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Late baseball superstar Tony Gwynn’s family sues the tobacco giant Altria

Tony used to fall asleep with a chew of the Skoal stuck in his mouth. This developed into salivary gland cancer and he died in 2014.

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Tony Gwynn watching his team play

The late Major League Baseball superstar Tony Gwynn’s family is suing Altria a tobacco giant alleging that the company enticed him into taking up dip tobacco habit. This addiction caused cancer to Tony and killed him at age 54.

A lawsuit has been filed in Superior Court in San Diego, California. It alleges the company for its negligence, product liability and fraud for selling a product they knew was dangerous and failing to warn users.

Altria sells dip tobacco in a small pouch or can and this can be held in mouth between the gum and lip. Some believe that it is a harmless alternative to smoking.

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The company gave Tony free samples of dip when he was at attending San Diego State University. Tony had become addicted and started using two cans of Skoal brand tobacco everyday while playing professional baseball with the San Diego Padres said his family.

His daughter, Anisha Gwynn-Jones, said the whole industry used her father as a “walking billboard” for their product.

The Baseball superstar’s family said Tony would often fall asleep with a chew of the Skoal stuck in his mouth. This developed into salivary gland cancer and he died in 2014.

The tobacco gaint Altria his hasn’t made any official comment about the lawsuit.

Many cities like Boston, Los Angeles, New York and San Francisco with Major League Baseball teams have outlawed use of smokeless tobacco for their players and also inside ballparks.

-by Bhaskar Raghavendran

Bhaskar is a graduate in Journalism and mass communication from Amity school of communication, Noida. Contact the author at Twitter: bhaskar_ragha

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"Medical marijuana legislation has previously been associated with reduction in hospitalisations related to opioid dependence or abuse, suggesting if patients are in fact substituting marijuana for opioid, this may introduce an opportunity for reducing opioid-related morbidity and mortality,"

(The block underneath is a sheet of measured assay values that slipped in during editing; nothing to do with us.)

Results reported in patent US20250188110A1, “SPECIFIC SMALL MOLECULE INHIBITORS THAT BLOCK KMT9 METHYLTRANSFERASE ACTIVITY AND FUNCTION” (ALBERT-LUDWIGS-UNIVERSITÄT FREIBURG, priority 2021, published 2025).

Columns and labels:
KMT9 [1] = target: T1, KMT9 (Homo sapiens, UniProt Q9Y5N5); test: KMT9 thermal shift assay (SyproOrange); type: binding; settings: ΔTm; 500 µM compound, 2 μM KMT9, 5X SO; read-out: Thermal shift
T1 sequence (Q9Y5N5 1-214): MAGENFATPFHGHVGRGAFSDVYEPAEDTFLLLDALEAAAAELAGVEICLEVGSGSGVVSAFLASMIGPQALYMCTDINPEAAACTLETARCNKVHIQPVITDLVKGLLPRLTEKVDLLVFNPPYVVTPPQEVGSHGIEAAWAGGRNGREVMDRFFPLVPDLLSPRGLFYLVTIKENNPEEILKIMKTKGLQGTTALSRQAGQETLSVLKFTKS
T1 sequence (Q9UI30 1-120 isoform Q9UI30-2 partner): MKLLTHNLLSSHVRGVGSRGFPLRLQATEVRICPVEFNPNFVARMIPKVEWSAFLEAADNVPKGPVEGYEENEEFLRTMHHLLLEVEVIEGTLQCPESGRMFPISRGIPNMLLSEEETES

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The researchers found significantly increased use of marijuana over time -- likely reflecting increased availability due to legislative changes -- but they found stable rates of opioid use. Pixabay

Many cancer patients use marijuana and its usage has increased, a new study suggests. The findings, published in the journal CANCER, indicate 40.3 per cent cancer patients used marijuana within the past year, compared with 38 per cent of respondents without cancer.

“Prospective clinical trials are needed to quantify the efficacy of marijuana in cancer-specific pain as well as the risk of opioid misuse in this patient population,” said co-author Kathryn Ries Tringale from the University of California, San Diego.

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They found patients with cancer were more likely to use prescription opioids than adults without cancer — 13.9 per cent versus 6.4 per cent. Pixabay

For the study, 826 people with cancer were matched to 1,652 controls.

The researchers found significantly increased use of marijuana over time — likely reflecting increased availability due to legislative changes — but they found stable rates of opioid use.

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“Prospective clinical trials are needed to quantify the efficacy of marijuana in cancer-specific pain as well as the risk of opioid misuse in this patient population,” said co-author Kathryn Ries Tringale from the University of California, San Diego. VOA

They found patients with cancer were more likely to use prescription opioids than adults without cancer — 13.9 per cent versus 6.4 per cent.

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“Medical marijuana legislation has previously been associated with reduction in hospitalisations related to opioid dependence or abuse, suggesting if patients are in fact substituting marijuana for opioid, this may introduce an opportunity for reducing opioid-related morbidity and mortality,” said lead author Jona Hattangadi-Gluth from the varsity. (IANS)